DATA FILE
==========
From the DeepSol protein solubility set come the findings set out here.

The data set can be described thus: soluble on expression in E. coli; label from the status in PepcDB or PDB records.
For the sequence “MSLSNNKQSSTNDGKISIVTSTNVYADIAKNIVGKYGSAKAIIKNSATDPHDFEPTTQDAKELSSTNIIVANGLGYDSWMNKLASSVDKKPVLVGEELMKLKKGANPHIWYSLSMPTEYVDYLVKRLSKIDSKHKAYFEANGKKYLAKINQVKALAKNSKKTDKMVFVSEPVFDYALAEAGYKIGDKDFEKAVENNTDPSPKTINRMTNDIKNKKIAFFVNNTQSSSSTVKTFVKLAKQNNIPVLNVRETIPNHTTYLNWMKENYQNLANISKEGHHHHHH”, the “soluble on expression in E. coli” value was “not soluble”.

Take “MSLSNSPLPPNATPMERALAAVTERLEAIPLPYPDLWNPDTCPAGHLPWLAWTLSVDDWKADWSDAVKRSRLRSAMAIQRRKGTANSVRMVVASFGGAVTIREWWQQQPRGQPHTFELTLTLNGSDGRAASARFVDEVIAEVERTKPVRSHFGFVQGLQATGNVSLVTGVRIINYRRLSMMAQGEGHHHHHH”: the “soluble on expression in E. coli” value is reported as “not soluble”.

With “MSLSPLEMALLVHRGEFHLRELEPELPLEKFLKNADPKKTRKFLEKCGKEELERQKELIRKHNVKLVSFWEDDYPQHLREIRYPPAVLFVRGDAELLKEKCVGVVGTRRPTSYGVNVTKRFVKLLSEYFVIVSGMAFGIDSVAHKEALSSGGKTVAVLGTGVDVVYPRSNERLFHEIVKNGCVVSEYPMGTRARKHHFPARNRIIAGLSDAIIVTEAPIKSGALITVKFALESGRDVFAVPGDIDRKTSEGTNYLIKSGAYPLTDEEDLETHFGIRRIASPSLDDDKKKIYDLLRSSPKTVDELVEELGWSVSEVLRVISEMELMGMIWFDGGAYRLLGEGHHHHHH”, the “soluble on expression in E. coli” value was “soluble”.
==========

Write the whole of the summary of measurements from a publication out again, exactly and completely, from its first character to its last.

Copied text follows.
From the DeepSol protein solubility set come the findings set out here.

The data set can be described thus: soluble on expression in E. coli; label from the status in PepcDB or PDB records.
For the sequence “MSLSNNKQSSTNDGKISIVTSTNVYADIAKNIVGKYGSAKAIIKNSATDPHDFEPTTQDAKELSSTNIIVANGLGYDSWMNKLASSVDKKPVLVGEELMKLKKGANPHIWYSLSMPTEYVDYLVKRLSKIDSKHKAYFEANGKKYLAKINQVKALAKNSKKTDKMVFVSEPVFDYALAEAGYKIGDKDFEKAVENNTDPSPKTINRMTNDIKNKKIAFFVNNTQSSSSTVKTFVKLAKQNNIPVLNVRETIPNHTTYLNWMKENYQNLANISKEGHHHHHH”, the “soluble on expression in E. coli” value was “not soluble”.

Take “MSLSNSPLPPNATPMERALAAVTERLEAIPLPYPDLWNPDTCPAGHLPWLAWTLSVDDWKADWSDAVKRSRLRSAMAIQRRKGTANSVRMVVASFGGAVTIREWWQQQPRGQPHTFELTLTLNGSDGRAASARFVDEVIAEVERTKPVRSHFGFVQGLQATGNVSLVTGVRIINYRRLSMMAQGEGHHHHHH”: the “soluble on expression in E. coli” value is reported as “not soluble”.

With “MSLSPLEMALLVHRGEFHLRELEPELPLEKFLKNADPKKTRKFLEKCGKEELERQKELIRKHNVKLVSFWEDDYPQHLREIRYPPAVLFVRGDAELLKEKCVGVVGTRRPTSYGVNVTKRFVKLLSEYFVIVSGMAFGIDSVAHKEALSSGGKTVAVLGTGVDVVYPRSNERLFHEIVKNGCVVSEYPMGTRARKHHFPARNRIIAGLSDAIIVTEAPIKSGALITVKFALESGRDVFAVPGDIDRKTSEGTNYLIKSGAYPLTDEEDLETHFGIRRIASPSLDDDKKKIYDLLRSSPKTVDELVEELGWSVSEVLRVISEMELMGMIWFDGGAYRLLGEGHHHHHH”, the “soluble on expression in E. coli” value was “soluble”.